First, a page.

An algorithm for neck rejuvenation
I want to look better, but I don’t want a full facelift.” A plastic surgeon hears this very frequently from a patient. What can a plastic surgeon offer a patient who wants to look younger with a nice facial rejuvenation but does not want a full facelift? It is essential to explain to the patient what a neck lift will and will not accomplish.
No one procedure is perfect for every patient. Prominent plastic surgeons have created simple and complex neck-management algorithms. For the sake of simplicity, I will divide my neck-management algorithm into three categories and address the ancillary procedures:
liposuction and neck lift with suture suspension; and
liposuction and extended neck lift with suture suspension.
Evaluating the Neck
The patient is initially evaluated in terms of his or her mental, psychological, and medical condition. An adequate history should be taken that includes medications the patient is taking that can increase risk of bleeding in the neck, allergies, and previous neck and facial surgeries. Patients should be asked to stop smoking for at least 2 weeks prior to surgery and 2 weeks afterward. Smokers have a higher incidence of wound dehiscence and should be cautioned repeatedly. A medical clearance from each patient prior to surgery is important.
Once a patient is deemed a good surgical candidate, his or her neck is examined to determine which procedure to recommend. The box on page 26 provides evaluation criteria.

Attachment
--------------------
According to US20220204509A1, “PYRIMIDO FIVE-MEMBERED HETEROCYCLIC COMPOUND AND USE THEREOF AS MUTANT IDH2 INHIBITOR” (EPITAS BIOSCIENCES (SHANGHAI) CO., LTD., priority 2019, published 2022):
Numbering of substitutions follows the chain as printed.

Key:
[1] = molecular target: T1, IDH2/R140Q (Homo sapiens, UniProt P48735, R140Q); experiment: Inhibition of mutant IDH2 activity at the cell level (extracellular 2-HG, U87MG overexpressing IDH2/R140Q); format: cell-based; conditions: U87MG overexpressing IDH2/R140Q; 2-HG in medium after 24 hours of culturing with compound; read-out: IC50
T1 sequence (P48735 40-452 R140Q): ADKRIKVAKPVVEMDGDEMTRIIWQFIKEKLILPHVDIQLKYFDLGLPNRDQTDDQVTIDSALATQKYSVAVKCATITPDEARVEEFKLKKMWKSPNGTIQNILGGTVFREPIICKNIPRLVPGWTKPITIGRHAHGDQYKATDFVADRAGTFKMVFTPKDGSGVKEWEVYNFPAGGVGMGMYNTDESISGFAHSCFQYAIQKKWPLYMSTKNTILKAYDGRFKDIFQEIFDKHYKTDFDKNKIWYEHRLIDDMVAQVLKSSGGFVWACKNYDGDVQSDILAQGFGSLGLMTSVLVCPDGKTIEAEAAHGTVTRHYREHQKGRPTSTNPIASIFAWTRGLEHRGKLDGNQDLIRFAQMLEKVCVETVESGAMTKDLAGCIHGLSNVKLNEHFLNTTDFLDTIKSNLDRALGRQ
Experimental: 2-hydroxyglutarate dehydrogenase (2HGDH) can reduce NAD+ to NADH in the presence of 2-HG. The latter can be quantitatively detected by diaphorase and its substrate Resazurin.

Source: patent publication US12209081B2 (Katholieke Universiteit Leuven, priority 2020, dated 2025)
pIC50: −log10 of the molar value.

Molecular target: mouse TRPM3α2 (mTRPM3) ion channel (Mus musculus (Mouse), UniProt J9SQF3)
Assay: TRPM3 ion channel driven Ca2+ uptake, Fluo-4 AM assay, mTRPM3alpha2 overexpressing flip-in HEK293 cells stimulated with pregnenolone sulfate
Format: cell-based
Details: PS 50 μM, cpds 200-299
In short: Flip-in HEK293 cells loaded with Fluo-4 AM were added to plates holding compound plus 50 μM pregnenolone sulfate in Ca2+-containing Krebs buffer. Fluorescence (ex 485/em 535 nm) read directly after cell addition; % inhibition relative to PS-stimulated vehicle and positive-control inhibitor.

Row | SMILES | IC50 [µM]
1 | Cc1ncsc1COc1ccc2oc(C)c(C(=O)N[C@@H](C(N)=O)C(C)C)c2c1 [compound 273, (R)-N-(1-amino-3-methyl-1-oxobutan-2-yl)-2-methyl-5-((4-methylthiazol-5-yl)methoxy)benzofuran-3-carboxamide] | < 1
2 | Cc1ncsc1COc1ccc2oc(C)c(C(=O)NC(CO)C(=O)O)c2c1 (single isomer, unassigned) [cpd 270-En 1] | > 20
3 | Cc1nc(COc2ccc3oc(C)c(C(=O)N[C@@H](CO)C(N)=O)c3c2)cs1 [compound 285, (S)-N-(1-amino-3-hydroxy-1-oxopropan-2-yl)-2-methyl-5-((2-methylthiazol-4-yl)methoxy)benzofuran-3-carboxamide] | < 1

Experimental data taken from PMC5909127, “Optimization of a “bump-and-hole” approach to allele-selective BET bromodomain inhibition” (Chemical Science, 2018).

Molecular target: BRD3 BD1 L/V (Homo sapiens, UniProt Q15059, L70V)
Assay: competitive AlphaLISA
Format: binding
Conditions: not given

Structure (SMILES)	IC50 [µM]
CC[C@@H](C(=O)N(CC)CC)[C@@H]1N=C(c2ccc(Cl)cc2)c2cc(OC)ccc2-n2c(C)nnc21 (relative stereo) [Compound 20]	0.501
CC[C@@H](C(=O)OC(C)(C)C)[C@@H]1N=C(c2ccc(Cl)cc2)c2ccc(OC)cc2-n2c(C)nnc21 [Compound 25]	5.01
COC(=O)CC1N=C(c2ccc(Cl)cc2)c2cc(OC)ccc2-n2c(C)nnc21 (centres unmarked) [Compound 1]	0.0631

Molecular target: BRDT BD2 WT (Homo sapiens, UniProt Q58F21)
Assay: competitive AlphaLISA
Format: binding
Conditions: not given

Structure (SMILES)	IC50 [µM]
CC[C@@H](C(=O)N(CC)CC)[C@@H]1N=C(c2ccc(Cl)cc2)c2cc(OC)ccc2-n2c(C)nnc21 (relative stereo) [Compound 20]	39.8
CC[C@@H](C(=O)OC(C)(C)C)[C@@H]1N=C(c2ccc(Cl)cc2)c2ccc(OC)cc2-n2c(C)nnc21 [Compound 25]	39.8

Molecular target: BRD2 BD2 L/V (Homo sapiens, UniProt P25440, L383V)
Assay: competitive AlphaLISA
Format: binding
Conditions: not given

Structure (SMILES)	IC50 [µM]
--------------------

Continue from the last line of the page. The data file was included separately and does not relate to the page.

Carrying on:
An important question that a patient can ask during the consultation is, “If I do my neck now, can I do my upper face later?” The answer should be to give the patient the option to have the neck lift done first and the facelift done later, if the neck will not need to be redone, or to do the whole facelift in one operation. On the whole, aesthetic plastic surgery patients are intelligent, educated people, and they should have the appropriate information to choose the surgery that suits them, not the surgeon.
The recommendation for neck rejuvenation should follow a systematic approach. The initial decision point is whether to liposuction or not. If the neck needs to be suctioned, then the question becomes whether liposuction alone is sufficient. If there is skin laxity, liposuction is combined with a neck lift. The extent of the neck lift, and thus the length of the incision, is determined by the platysma and skin laxity.